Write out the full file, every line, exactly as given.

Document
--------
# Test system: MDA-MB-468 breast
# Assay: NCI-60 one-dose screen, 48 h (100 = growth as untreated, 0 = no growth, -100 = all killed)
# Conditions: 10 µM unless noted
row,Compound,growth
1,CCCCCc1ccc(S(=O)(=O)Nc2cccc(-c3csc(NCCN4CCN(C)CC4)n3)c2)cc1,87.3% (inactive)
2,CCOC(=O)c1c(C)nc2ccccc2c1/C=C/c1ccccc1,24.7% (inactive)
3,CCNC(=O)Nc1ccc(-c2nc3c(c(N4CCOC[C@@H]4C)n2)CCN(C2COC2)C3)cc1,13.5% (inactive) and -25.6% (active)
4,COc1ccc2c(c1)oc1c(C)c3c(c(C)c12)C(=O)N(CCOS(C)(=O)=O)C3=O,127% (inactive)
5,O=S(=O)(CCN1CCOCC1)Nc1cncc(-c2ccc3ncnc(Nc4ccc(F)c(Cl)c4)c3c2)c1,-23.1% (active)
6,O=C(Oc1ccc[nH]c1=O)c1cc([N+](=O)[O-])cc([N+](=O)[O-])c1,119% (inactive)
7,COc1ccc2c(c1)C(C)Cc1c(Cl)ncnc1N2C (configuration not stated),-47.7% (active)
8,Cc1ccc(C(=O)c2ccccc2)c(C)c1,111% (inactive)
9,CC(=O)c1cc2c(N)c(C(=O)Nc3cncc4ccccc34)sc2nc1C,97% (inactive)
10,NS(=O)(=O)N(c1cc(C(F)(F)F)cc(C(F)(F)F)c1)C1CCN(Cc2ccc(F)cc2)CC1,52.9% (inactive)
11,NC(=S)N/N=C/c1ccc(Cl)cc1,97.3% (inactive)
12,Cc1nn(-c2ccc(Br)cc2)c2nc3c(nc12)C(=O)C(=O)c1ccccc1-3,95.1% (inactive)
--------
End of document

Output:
# Test system: MDA-MB-468 breast
# Assay: NCI-60 one-dose screen, 48 h (100 = growth as untreated, 0 = no growth, -100 = all killed)
# Conditions: 10 µM unless noted
row,Compound,growth
1,CCCCCc1ccc(S(=O)(=O)Nc2cccc(-c3csc(NCCN4CCN(C)CC4)n3)c2)cc1,87.3% (inactive)
2,CCOC(=O)c1c(C)nc2ccccc2c1/C=C/c1ccccc1,24.7% (inactive)
3,CCNC(=O)Nc1ccc(-c2nc3c(c(N4CCOC[C@@H]4C)n2)CCN(C2COC2)C3)cc1,13.5% (inactive) and -25.6% (active)
4,COc1ccc2c(c1)oc1c(C)c3c(c(C)c12)C(=O)N(CCOS(C)(=O)=O)C3=O,127% (inactive)
5,O=S(=O)(CCN1CCOCC1)Nc1cncc(-c2ccc3ncnc(Nc4ccc(F)c(Cl)c4)c3c2)c1,-23.1% (active)
6,O=C(Oc1ccc[nH]c1=O)c1cc([N+](=O)[O-])cc([N+](=O)[O-])c1,119% (inactive)
7,COc1ccc2c(c1)C(C)Cc1c(Cl)ncnc1N2C (configuration not stated),-47.7% (active)
8,Cc1ccc(C(=O)c2ccccc2)c(C)c1,111% (inactive)
9,CC(=O)c1cc2c(N)c(C(=O)Nc3cncc4ccccc34)sc2nc1C,97% (inactive)
10,NS(=O)(=O)N(c1cc(C(F)(F)F)cc(C(F)(F)F)c1)C1CCN(Cc2ccc(F)cc2)CC1,52.9% (inactive)
11,NC(=S)N/N=C/c1ccc(Cl)cc1,97.3% (inactive)
12,Cc1nn(-c2ccc(Br)cc2)c2nc3c(nc12)C(=O)C(=O)c1ccccc1-3,95.1% (inactive)